When I wrote about speculative and critique topics this year, I was representing no one’s (uniform) viewpoint but my own. Honestly, I’d be tickled at this stage if any reader would simply post what they really feel about this (but haven’t as yet expressed): as in, “Brickner, you’re full of crap – and here’s why.” Dot-dot-dot.

But no one’s done that to date, and I find it a little scary – for I’m beginning to believe I really might end up like M. Night Shyamalan’s philosopher character in his latest movie, “Lady in the Water.” In that storyline, this gentle character has written an epistle he calls “The Cookbook” – which is predicted (by the film’s title character) to inspire one key future leader down the road who, as an orator later in his adult life, inspires long-overdue overhauls in society, largely as a result of having read “The Cookbook” when he was a boy. Thing is, though: Shyamalan’s character ends up getting murdered first before his published but little-read critiques are ever taken seriously – or, for that matter, he even gets to meet the Midwestern future orator he will one day so powerfully influence.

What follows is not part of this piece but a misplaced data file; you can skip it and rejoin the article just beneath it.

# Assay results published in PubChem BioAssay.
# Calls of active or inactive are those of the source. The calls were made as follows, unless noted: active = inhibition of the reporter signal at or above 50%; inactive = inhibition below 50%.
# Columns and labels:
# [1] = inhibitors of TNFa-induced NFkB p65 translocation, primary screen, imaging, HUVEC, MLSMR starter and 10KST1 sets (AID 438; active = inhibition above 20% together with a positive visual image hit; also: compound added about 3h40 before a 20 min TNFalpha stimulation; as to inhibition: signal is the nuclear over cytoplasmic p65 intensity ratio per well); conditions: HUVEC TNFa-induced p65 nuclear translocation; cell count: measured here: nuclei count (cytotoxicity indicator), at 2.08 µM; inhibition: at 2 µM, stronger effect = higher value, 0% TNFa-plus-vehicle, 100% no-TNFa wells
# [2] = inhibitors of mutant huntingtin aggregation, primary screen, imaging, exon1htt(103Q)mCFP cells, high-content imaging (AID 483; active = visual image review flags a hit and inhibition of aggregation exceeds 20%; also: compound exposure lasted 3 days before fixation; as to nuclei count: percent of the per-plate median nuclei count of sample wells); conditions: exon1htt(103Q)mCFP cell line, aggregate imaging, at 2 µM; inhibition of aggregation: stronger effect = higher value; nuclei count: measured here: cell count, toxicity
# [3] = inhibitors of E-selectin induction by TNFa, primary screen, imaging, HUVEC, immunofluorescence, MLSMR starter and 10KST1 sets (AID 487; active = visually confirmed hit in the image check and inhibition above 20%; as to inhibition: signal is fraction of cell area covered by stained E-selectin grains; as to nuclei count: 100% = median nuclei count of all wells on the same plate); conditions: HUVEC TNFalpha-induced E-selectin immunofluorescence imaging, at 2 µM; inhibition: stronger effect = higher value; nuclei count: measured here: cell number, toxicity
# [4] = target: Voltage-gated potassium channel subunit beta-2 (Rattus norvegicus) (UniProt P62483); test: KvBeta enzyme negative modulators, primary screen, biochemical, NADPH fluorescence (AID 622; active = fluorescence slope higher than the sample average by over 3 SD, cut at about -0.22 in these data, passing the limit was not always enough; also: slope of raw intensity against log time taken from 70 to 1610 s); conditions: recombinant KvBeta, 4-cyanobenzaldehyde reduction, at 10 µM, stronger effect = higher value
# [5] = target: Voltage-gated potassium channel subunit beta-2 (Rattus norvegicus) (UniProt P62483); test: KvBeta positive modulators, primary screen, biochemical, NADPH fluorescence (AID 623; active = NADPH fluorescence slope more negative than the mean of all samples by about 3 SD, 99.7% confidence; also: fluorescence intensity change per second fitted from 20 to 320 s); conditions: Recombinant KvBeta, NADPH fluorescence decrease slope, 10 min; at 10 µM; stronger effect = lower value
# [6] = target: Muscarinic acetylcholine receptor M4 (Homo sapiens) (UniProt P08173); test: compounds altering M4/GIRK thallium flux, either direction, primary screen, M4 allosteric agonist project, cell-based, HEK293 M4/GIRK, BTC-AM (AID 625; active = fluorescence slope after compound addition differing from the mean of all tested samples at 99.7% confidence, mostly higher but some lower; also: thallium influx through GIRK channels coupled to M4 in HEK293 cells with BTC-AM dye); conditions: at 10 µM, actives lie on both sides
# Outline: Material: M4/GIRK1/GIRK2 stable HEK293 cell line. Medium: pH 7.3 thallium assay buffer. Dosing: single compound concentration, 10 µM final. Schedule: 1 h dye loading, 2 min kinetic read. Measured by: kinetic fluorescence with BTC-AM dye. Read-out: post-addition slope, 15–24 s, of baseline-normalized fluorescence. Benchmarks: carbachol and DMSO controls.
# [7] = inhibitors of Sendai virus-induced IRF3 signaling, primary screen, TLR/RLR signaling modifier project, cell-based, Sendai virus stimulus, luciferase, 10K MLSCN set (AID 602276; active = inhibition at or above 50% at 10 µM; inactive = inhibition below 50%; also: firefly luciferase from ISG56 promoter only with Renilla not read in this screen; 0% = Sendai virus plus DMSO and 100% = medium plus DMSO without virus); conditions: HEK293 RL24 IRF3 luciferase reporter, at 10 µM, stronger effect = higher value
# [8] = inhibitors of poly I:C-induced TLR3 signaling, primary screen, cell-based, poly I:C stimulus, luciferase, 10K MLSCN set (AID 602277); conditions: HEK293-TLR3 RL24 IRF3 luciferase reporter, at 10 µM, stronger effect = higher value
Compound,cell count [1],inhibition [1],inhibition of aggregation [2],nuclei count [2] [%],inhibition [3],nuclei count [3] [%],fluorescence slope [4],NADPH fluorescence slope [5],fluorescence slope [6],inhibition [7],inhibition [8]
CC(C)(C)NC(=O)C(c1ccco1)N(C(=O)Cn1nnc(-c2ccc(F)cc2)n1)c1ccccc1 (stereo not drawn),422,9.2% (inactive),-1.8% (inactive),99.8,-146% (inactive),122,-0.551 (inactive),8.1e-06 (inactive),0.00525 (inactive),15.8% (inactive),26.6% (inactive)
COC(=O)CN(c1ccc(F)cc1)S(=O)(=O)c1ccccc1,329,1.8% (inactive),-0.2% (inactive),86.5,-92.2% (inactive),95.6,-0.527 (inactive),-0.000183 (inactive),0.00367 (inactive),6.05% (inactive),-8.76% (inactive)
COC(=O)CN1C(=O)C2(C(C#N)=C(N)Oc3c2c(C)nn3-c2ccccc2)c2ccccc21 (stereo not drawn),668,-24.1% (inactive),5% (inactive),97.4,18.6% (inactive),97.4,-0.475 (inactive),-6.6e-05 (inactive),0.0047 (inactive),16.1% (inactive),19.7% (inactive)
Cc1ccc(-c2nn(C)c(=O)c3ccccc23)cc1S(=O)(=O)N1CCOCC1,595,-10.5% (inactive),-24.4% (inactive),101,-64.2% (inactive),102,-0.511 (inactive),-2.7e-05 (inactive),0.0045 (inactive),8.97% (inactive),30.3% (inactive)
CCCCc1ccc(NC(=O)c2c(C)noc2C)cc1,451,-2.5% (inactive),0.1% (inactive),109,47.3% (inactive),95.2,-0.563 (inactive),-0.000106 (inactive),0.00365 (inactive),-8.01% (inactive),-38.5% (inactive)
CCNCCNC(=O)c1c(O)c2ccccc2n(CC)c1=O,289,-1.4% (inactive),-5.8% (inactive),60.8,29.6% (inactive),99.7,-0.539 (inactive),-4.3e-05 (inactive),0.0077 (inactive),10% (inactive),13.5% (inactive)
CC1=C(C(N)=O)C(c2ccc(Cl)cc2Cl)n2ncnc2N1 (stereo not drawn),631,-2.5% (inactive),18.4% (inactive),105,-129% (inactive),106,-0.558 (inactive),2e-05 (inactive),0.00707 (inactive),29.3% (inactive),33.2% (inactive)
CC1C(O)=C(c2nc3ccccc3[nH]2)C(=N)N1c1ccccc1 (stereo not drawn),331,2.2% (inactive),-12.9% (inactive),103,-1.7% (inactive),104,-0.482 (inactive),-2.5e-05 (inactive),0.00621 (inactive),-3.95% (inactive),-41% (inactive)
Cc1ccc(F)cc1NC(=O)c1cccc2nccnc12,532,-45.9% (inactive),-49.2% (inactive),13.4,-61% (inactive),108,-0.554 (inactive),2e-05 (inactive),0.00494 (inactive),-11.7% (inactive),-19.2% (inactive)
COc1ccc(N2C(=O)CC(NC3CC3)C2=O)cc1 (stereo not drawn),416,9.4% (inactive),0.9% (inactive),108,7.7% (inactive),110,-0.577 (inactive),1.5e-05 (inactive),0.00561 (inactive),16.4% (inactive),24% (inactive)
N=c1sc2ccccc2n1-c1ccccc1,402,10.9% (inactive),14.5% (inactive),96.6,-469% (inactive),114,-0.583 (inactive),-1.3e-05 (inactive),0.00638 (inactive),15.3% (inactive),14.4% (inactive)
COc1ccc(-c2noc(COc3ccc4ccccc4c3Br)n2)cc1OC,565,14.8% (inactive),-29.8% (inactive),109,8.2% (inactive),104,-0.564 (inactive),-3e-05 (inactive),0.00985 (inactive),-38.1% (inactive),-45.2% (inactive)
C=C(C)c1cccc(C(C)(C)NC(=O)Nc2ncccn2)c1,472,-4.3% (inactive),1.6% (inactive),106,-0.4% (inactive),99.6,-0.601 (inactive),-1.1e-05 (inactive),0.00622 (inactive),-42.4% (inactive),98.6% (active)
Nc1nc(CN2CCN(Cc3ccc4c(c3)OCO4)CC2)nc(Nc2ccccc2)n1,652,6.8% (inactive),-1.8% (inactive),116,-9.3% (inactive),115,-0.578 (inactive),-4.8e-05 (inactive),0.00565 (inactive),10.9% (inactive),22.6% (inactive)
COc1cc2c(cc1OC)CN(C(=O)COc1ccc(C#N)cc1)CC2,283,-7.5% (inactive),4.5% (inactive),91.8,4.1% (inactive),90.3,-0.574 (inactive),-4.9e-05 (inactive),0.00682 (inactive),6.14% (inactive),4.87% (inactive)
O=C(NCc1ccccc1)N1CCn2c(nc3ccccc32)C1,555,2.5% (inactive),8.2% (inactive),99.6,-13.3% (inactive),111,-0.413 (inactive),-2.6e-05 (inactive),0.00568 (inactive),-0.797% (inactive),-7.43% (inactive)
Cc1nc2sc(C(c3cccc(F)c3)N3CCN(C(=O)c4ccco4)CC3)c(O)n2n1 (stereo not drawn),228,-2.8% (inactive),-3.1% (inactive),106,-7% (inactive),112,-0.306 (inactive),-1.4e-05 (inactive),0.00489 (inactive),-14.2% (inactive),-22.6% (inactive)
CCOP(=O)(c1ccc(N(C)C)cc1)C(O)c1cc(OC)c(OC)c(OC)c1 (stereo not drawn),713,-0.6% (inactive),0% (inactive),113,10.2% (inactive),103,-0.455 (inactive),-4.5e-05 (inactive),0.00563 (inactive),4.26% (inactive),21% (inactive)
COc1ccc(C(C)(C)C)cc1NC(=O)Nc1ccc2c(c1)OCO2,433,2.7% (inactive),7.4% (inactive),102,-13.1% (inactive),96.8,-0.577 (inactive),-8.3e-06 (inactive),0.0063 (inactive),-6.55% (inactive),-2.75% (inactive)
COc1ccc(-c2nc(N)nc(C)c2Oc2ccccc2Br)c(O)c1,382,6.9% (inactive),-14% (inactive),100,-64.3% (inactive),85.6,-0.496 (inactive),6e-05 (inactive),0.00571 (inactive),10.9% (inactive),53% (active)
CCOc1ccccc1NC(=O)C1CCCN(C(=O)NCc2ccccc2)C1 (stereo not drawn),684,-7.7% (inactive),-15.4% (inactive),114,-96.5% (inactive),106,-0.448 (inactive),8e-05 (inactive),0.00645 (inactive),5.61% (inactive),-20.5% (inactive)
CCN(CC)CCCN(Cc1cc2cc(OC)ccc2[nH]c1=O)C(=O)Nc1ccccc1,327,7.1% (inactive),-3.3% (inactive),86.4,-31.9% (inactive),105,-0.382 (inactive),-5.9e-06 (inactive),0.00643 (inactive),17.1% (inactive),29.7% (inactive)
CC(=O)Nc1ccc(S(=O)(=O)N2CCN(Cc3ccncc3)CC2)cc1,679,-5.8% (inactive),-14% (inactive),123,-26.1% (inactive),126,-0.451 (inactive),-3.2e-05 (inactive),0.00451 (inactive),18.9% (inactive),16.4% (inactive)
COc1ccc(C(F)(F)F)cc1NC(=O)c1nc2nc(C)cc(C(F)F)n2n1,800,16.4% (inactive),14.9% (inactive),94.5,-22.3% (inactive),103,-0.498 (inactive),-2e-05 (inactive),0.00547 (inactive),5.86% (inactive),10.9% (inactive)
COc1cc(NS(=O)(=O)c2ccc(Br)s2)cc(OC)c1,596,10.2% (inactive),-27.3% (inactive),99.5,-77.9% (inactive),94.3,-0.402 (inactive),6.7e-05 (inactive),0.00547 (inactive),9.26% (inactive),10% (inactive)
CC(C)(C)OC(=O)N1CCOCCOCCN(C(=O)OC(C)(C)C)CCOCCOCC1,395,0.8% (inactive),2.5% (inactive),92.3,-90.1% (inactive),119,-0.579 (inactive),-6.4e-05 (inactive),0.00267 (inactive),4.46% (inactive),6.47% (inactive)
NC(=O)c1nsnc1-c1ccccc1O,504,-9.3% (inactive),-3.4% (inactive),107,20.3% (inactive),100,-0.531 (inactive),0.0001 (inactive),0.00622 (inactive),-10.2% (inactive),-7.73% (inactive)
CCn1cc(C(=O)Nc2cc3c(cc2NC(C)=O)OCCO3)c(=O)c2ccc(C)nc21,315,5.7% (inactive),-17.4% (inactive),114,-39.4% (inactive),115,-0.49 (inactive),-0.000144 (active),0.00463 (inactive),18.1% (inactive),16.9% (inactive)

He was murdered solely because he wrote the published book that he did. It had made a lot of people uncomfortable and angry, as it was explained in the movie.

Yes, of course – this was a work of fiction. I get that.

But call me grandiose and heavily deluded – I stepped out of the theater shaken, I had identified so strongly with that character.

My life has been difficult and unfulfilling enough without having to get whacked because of my viewpoints. I also believed it would all come to a happy ending.